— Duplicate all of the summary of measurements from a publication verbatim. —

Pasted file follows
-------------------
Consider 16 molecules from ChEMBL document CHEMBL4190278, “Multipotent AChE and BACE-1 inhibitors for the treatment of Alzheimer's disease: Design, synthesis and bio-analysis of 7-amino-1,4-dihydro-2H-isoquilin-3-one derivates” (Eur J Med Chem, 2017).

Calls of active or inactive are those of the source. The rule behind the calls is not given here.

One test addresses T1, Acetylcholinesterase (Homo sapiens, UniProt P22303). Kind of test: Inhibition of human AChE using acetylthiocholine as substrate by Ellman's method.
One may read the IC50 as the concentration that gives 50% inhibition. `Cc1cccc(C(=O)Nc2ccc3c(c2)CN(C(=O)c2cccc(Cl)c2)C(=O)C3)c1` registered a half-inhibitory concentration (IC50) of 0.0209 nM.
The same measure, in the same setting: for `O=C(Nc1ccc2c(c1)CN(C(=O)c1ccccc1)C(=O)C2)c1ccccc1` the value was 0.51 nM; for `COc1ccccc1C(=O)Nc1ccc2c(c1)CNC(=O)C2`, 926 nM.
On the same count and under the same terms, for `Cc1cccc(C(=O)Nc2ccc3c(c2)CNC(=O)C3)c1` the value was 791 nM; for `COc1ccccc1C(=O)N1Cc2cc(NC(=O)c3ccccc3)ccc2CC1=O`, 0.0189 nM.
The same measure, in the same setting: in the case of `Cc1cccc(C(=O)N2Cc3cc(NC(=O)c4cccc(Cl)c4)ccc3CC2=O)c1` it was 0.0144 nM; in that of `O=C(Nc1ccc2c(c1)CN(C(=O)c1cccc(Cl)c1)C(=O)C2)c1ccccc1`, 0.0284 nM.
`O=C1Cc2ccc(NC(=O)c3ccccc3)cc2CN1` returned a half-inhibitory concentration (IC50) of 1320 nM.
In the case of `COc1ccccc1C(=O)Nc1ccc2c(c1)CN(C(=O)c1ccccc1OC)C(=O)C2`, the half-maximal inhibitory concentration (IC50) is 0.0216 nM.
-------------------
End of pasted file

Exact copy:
Consider 16 molecules from ChEMBL document CHEMBL4190278, “Multipotent AChE and BACE-1 inhibitors for the treatment of Alzheimer's disease: Design, synthesis and bio-analysis of 7-amino-1,4-dihydro-2H-isoquilin-3-one derivates” (Eur J Med Chem, 2017).

Calls of active or inactive are those of the source. The rule behind the calls is not given here.

One test addresses T1, Acetylcholinesterase (Homo sapiens, UniProt P22303). Kind of test: Inhibition of human AChE using acetylthiocholine as substrate by Ellman's method.
One may read the IC50 as the concentration that gives 50% inhibition. `Cc1cccc(C(=O)Nc2ccc3c(c2)CN(C(=O)c2cccc(Cl)c2)C(=O)C3)c1` registered a half-inhibitory concentration (IC50) of 0.0209 nM.
The same measure, in the same setting: for `O=C(Nc1ccc2c(c1)CN(C(=O)c1ccccc1)C(=O)C2)c1ccccc1` the value was 0.51 nM; for `COc1ccccc1C(=O)Nc1ccc2c(c1)CNC(=O)C2`, 926 nM.
On the same count and under the same terms, for `Cc1cccc(C(=O)Nc2ccc3c(c2)CNC(=O)C3)c1` the value was 791 nM; for `COc1ccccc1C(=O)N1Cc2cc(NC(=O)c3ccccc3)ccc2CC1=O`, 0.0189 nM.
The same measure, in the same setting: in the case of `Cc1cccc(C(=O)N2Cc3cc(NC(=O)c4cccc(Cl)c4)ccc3CC2=O)c1` it was 0.0144 nM; in that of `O=C(Nc1ccc2c(c1)CN(C(=O)c1cccc(Cl)c1)C(=O)C2)c1ccccc1`, 0.0284 nM.
`O=C1Cc2ccc(NC(=O)c3ccccc3)cc2CN1` returned a half-inhibitory concentration (IC50) of 1320 nM.
In the case of `COc1ccccc1C(=O)Nc1ccc2c(c1)CN(C(=O)c1ccccc1OC)C(=O)C2`, the half-maximal inhibitory concentration (IC50) is 0.0216 nM.